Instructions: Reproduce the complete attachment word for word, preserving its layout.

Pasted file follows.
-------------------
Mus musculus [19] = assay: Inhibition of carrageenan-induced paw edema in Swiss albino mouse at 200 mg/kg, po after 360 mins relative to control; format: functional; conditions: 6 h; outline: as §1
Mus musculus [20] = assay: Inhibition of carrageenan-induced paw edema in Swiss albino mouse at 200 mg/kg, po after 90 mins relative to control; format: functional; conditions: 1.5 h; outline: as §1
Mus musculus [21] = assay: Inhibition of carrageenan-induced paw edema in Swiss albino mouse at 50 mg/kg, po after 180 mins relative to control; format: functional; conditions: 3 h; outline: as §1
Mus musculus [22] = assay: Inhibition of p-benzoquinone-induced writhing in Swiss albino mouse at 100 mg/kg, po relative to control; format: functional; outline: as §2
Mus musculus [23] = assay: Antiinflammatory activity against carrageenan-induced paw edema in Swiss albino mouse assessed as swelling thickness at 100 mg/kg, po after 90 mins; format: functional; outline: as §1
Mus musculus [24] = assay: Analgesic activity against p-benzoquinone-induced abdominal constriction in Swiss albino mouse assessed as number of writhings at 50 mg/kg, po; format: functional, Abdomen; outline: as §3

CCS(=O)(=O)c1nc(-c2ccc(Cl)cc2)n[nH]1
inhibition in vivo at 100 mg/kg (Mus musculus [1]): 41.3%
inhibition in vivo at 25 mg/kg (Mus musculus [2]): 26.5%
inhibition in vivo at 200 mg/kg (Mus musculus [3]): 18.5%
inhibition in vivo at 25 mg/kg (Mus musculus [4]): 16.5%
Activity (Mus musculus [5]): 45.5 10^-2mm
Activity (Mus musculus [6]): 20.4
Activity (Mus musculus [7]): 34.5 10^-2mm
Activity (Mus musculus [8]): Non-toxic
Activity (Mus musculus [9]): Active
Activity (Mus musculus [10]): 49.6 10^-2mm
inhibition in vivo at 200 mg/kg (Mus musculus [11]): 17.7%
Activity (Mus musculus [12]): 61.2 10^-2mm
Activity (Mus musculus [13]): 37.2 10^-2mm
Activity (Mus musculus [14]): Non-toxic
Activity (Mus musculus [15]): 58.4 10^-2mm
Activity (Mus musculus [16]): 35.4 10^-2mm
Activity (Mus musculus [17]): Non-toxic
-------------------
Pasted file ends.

Mus musculus [19] = assay: Inhibition of carrageenan-induced paw edema in Swiss albino mouse at 200 mg/kg, po after 360 mins relative to control; format: functional; conditions: 6 h; outline: as §1
Mus musculus [20] = assay: Inhibition of carrageenan-induced paw edema in Swiss albino mouse at 200 mg/kg, po after 90 mins relative to control; format: functional; conditions: 1.5 h; outline: as §1
Mus musculus [21] = assay: Inhibition of carrageenan-induced paw edema in Swiss albino mouse at 50 mg/kg, po after 180 mins relative to control; format: functional; conditions: 3 h; outline: as §1
Mus musculus [22] = assay: Inhibition of p-benzoquinone-induced writhing in Swiss albino mouse at 100 mg/kg, po relative to control; format: functional; outline: as §2
Mus musculus [23] = assay: Antiinflammatory activity against carrageenan-induced paw edema in Swiss albino mouse assessed as swelling thickness at 100 mg/kg, po after 90 mins; format: functional; outline: as §1
Mus musculus [24] = assay: Analgesic activity against p-benzoquinone-induced abdominal constriction in Swiss albino mouse assessed as number of writhings at 50 mg/kg, po; format: functional, Abdomen; outline: as §3

CCS(=O)(=O)c1nc(-c2ccc(Cl)cc2)n[nH]1
inhibition in vivo at 100 mg/kg (Mus musculus [1]): 41.3%
inhibition in vivo at 25 mg/kg (Mus musculus [2]): 26.5%
inhibition in vivo at 200 mg/kg (Mus musculus [3]): 18.5%
inhibition in vivo at 25 mg/kg (Mus musculus [4]): 16.5%
Activity (Mus musculus [5]): 45.5 10^-2mm
Activity (Mus musculus [6]): 20.4
Activity (Mus musculus [7]): 34.5 10^-2mm
Activity (Mus musculus [8]): Non-toxic
Activity (Mus musculus [9]): Active
Activity (Mus musculus [10]): 49.6 10^-2mm
inhibition in vivo at 200 mg/kg (Mus musculus [11]): 17.7%
Activity (Mus musculus [12]): 61.2 10^-2mm
Activity (Mus musculus [13]): 37.2 10^-2mm
Activity (Mus musculus [14]): Non-toxic
Activity (Mus musculus [15]): 58.4 10^-2mm
Activity (Mus musculus [16]): 35.4 10^-2mm
Activity (Mus musculus [17]): Non-toxic